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46

There are lots of ways you can figure out how much swap use in a machine. Common suggestions use formulas based on RAM such as 2 x RAM, 1.5 x RAM, 1 x RAM, .75 x RAM, and .5 x RAM. Many times the formulas are varied depending on the amount of RAM (so a box with 1GB of RAM might use 2 x RAM swap (2GB), while a box with 16GB of ram might use .5 x RAM swap ...


41

You are right, the Ubuntu EC2 EBS images don't come with swap space configured (for 11.04 at least). The "regular" instance-type images do have a swap partition, albeit only 896 MB on the one I tested. If some process blows up and you don't have swap space, your server could come to a crawling halt for a good while before the OOM killer kicks in, whereas ...


35

I'd recommend allowing the normal Linux memory control swap in the things that are actually used, as they are used. The only thing I can think off is to turn swap off, then on again swapoff -a swapon -a That assumes you have enough spare physical memory to contain everything in swap...


20

Are you hitting swap? Generally, the better solution is to avoid that entirely, or at least make it so that things which are swapped out are genuinely not in active use, so that the speed doesn't matter. Put your money into more RAM. This is particularly true because while high-end SSD drives may improve performance, cheap ones are very troublesome in this ...


17

Not more than a gig or two -- you want a little bit of swap available, just in case and because it helps things work a bit better, but if you ever get to the point where you're heavily swapping, the machine is going to be useless -- and in a real catastrophic situation, you're actually better off with a smaller swap space, because then you'll trigger the OOM ...


16

If you run out of physical memory, you use virtual memory, which stores the data in memory on disk. Reading from disk is several orders of magnitude slower than reading from memory, so this slows everything way down. (Exchanging data between real memory and virtual memory is "swapping". The space on disk is "swap space".) If your app is "using swap", ...


15

Do I need a swap partition? You need a swap partition (not a swap file) to send your workstation to sleep. How can I force the kernel not to use swap? sysctl vm.swappiness=0 On another note: How is that related to server administration?


15

"Pages Input / sec is the counter to watch, but you shouldn't worry about it "swapping" as windows does not use the page file like *nixes do. First you need to understand that windows pages in not out. I'm going to quote the relevent portion of Eric Lipperts blog post (lightly edited) since I can't say it any better myself: "RAM can be seen as merely a ...


15

Assuming that you want to create 512MB swap file: # dd if=/dev/zero of=/swapfile bs=1024 count=524288 Setup swap area with: # mkswap /swapfile Activate it: # swapon /swapfile Add to /etc/fstab for permanent: echo -e "/swapfile\t\tswap\t\tswap\t\tdefaults\t0 0" >> /etc/fstab and verify with free -m.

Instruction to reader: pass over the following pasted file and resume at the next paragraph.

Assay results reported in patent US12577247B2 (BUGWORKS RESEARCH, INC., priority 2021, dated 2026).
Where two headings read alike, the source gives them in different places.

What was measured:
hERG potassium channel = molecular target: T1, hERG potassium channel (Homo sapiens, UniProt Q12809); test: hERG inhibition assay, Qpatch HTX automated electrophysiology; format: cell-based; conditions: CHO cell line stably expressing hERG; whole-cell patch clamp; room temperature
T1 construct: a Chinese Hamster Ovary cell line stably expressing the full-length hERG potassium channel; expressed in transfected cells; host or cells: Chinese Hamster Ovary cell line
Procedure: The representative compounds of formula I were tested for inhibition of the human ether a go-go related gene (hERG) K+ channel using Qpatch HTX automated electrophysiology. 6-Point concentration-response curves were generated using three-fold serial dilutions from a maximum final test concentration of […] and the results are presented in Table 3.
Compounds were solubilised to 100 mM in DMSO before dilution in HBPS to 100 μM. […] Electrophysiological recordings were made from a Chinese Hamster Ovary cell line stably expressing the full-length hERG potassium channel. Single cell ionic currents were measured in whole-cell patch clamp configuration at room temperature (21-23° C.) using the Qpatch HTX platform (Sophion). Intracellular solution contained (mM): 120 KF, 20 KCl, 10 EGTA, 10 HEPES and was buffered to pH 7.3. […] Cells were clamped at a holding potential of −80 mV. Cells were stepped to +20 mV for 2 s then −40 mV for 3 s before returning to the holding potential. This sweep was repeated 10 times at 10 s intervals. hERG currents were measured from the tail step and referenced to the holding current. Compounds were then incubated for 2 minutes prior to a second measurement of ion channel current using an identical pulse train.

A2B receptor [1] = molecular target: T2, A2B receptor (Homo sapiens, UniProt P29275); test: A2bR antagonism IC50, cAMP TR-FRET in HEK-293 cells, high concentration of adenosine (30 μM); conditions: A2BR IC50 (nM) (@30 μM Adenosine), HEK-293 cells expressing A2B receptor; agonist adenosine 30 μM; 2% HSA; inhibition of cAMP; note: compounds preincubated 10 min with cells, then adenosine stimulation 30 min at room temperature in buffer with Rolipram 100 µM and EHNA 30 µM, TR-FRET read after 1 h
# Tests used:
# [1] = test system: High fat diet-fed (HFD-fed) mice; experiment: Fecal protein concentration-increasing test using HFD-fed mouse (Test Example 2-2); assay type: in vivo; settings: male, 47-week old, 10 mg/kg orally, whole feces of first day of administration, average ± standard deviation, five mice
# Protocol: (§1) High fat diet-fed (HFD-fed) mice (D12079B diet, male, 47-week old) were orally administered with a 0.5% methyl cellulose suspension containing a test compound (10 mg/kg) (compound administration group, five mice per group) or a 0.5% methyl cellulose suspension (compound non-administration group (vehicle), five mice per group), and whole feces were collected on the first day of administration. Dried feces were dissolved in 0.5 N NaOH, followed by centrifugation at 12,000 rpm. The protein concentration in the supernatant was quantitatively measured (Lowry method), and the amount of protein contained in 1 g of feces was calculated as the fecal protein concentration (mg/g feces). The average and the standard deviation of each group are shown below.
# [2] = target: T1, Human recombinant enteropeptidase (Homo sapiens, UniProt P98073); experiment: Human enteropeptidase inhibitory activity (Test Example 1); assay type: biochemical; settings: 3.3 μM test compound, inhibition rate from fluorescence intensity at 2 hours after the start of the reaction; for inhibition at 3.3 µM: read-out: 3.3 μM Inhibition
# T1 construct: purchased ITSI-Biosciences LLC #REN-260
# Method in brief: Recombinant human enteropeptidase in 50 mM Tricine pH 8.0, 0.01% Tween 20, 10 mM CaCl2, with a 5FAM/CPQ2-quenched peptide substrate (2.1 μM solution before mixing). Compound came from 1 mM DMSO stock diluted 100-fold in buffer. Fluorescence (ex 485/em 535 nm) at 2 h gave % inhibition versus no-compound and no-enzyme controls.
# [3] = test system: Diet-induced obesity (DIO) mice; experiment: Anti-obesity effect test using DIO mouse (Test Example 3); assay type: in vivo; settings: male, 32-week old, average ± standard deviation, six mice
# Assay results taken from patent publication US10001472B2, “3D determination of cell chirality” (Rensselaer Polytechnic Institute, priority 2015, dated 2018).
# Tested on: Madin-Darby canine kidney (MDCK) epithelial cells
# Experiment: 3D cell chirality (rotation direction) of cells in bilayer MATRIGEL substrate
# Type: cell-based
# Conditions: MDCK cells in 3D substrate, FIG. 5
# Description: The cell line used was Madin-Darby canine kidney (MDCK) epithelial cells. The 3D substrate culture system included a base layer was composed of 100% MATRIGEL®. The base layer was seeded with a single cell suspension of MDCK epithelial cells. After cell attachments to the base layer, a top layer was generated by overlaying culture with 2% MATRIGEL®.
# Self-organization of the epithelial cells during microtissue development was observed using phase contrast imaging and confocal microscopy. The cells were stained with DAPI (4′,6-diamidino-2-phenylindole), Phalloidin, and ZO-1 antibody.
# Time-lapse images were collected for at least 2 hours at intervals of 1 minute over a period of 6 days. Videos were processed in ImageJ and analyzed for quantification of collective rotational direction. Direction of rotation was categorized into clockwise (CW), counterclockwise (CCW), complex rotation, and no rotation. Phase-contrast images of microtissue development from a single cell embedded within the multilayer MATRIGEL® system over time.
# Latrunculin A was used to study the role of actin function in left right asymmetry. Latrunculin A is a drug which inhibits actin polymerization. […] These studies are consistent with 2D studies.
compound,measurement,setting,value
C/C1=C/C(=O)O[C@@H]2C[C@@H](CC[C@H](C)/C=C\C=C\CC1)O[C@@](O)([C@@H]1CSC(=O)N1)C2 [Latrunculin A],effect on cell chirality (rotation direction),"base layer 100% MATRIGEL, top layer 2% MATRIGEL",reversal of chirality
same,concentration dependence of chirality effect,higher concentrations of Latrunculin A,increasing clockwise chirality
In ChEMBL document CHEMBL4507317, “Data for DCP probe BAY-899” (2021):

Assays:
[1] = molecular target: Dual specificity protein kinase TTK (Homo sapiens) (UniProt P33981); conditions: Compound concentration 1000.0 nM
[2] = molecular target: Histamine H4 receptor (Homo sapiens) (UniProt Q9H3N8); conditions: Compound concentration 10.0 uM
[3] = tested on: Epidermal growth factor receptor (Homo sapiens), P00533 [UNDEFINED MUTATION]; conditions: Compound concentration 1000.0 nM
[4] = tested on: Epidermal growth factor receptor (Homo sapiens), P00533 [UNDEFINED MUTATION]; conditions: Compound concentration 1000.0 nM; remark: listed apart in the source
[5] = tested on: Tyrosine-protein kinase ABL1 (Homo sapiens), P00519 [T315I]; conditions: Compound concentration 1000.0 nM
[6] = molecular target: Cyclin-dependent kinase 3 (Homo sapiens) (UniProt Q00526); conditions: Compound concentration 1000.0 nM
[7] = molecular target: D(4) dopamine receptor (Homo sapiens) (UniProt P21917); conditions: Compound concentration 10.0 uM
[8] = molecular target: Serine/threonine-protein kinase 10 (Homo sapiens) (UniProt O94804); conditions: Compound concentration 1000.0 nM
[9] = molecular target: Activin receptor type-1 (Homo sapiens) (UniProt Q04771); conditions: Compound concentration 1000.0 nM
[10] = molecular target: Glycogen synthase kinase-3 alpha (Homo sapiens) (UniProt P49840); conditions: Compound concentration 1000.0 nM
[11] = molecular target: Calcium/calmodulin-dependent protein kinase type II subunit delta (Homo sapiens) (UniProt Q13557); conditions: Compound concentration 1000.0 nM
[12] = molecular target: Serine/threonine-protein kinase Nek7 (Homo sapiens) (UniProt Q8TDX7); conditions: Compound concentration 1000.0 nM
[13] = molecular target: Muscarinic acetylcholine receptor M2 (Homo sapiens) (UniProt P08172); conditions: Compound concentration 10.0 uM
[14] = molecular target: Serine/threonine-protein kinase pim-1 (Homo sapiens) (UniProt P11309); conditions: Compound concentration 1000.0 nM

14

Red Hat recommends the following formula for servers with lots of ram: if MEM < 2GB then SWAP = MEM*2 else SWAP = MEM+2GB If your system has 1 GB ram, your swap would be 2 GB, for 16 GB it would be 18 GB.


13

Do it as root: swapoff /dev/hda3 mkswap /dev/hda4 swapon /dev/hda4 and edit swap entry in /etc/fstab


13

The best location for swap IMHO is the instance-store. Why? AWS doesn't charge you for i/o on the instance-store. Besides, the instance-store is more performant than EBS in many cases. Just make sure you have a script that recreates the swap file in case you stop the instance. Reboots are fine. Why oh why it's not there by default? Let's locate the ...


12

You are I/O-bound. Your system is a little life raft, battered in a stormy sea of buffer/cache/VM paging swells that are 100 feet tall. Wow. Just...wow. You're moving about 100Mbyte/sec out your I/O, you're deep past 50% CPU time in I/O wait, and you have 4Gb of RAM. The backpressure on this server's VM must be enormous. Under "normal" circumstances, ...


12

Actually it doesn't make a lot of difference as long as you don't use sparse files. Creating a "normal" file with dd will allocate the file (if at all possible) in a single run, while creating a sparse file will tell you that you have a 10GB file lying around but not actually using up all the space. I'm not quite sure wether mkswap won't allocate the space ...


12

If you are using RAID1 you won't lose half your swap, only one of the two mirrors. The worst case here is you'll lose any performance benefit you might otherwise have gained. If you have two separate swap areas on the individual drives the kernel will use both in a fashion similar to RAID0 (if they have the same priority set) or JBOD (if priorities differ, ...


12

Windows and linux have two different page/swap strategies. Linux Linux wants to avoid using swap space at all, and waits until the last possible moment. If you see a large amount of swap in linux, your system likely is or was in trouble. This strategy is good for minimizing overall disk i/o, which is the slowest part of your system, but weaker for systems ...